Thinking Methods as a lever of quality in CI and Innovation Methods

With the publication of “Thinking Methods as a Lever to Develop Collective Intelligence” a new method to develop collective intelligence was described.


A case study of the application of Thinking Methods will be presented. Traditional methods like design thinking, war room, critical thinking and appreciative inquiry will be challenged on their consideration of neurological brain mechanisms corresponding to the indicated objective of the methodology’s outcome. The potential quality-increase through the integration of Thinking Methods into some of the mentioned methods is discussed.

Measures are the neurological fit of instructions with the indicated objective of each method, the quality of creativity /outcome, team serenity, how detailed complex challenges can be explored, and - as far as possible - how exact customer needs can be met.

The objective is to show the opportunities to strengthen the collective intelligence in organizations or networks through Thinking Methods.

Key Takeaways

  • Acquire the basic principles of Thinking Methods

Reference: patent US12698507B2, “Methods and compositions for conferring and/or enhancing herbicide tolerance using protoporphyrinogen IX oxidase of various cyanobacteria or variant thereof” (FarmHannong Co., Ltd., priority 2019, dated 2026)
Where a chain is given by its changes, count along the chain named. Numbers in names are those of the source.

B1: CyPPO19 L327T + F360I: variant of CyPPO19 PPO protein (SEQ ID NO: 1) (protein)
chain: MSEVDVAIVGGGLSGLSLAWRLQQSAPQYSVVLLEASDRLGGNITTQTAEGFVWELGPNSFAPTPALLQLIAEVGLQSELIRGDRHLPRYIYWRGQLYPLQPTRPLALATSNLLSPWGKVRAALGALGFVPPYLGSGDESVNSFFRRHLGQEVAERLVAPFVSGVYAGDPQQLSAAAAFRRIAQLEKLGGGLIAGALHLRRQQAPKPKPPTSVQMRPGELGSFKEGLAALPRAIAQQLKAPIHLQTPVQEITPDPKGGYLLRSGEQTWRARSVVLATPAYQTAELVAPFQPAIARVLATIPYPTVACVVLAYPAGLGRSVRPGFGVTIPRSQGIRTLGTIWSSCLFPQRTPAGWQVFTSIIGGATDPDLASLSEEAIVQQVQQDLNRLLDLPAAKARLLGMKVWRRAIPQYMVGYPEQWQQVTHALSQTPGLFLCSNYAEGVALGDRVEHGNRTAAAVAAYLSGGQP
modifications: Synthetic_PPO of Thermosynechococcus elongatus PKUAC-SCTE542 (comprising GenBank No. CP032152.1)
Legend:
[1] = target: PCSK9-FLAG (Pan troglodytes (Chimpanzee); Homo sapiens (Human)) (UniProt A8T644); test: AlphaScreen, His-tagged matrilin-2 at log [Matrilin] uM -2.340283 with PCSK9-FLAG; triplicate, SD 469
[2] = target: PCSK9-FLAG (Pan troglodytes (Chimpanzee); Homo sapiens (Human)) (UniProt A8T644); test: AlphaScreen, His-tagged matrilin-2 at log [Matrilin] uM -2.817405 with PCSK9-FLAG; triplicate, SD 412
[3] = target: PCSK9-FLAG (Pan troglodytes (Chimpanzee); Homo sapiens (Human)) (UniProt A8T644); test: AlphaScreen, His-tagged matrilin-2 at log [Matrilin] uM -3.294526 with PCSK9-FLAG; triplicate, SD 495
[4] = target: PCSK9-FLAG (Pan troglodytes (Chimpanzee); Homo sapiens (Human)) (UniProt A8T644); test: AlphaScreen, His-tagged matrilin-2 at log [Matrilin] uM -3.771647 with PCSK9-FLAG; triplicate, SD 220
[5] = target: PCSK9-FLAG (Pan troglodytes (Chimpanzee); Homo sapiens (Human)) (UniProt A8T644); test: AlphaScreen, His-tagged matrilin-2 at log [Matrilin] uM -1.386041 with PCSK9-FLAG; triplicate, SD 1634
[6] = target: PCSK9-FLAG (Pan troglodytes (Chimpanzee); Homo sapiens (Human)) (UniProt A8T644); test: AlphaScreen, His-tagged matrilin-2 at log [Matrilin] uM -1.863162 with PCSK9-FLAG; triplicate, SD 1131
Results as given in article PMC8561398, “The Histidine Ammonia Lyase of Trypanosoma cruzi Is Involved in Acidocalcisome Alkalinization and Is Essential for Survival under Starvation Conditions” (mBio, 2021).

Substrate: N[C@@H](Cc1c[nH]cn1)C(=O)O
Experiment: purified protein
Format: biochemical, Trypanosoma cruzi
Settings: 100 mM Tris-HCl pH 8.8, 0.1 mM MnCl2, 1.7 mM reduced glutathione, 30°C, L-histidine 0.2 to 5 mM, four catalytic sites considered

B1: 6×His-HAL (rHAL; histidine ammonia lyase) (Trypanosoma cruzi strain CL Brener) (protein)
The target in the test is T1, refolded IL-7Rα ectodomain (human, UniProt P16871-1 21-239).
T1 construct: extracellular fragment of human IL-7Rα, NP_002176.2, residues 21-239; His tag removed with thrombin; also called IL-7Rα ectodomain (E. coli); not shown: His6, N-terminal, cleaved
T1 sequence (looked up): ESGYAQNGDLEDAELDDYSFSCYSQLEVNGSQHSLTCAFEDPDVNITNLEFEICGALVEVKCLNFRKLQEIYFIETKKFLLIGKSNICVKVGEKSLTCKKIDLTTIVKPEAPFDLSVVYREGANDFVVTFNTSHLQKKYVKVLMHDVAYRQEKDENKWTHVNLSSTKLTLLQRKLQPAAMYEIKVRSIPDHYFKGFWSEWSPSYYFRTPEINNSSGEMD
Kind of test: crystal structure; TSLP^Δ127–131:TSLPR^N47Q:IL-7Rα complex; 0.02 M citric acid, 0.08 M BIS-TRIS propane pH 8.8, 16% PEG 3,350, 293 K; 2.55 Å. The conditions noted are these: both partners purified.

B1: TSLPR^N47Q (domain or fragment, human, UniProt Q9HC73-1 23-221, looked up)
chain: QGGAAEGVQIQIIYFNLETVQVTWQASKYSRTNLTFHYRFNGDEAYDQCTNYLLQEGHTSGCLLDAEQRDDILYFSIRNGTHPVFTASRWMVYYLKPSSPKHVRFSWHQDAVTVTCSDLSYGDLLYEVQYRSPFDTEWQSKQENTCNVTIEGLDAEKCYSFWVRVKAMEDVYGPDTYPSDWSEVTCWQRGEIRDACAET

• Learn how Thinking Methods can become a lever of quality in CI and innovation
  • Understand the strengths and weaknesses of each of the presented methods

Speaker Profile

Ursula Teubert is a director at cross-ING, an engineering services company, based in Switzerland.

Having held various positions in research & development and industry throughout Europe, she's now leveraging her deep expertise in product development, virtual prototyping and strategic innovation into value creation for the client.

Since 2014 she's lecturing on thinking methods and innovation at university and at the Institute for Competitive Intelligence. Since 2020 she develops and applies collective intelligence methods for sustainability, innovation and competitive intelligence.


Ursula Teubert holds a Master Degree in Engineering from Technical University of Darmstadt and an Executive MBA from INSEAD. She works and teaches in French, English and German.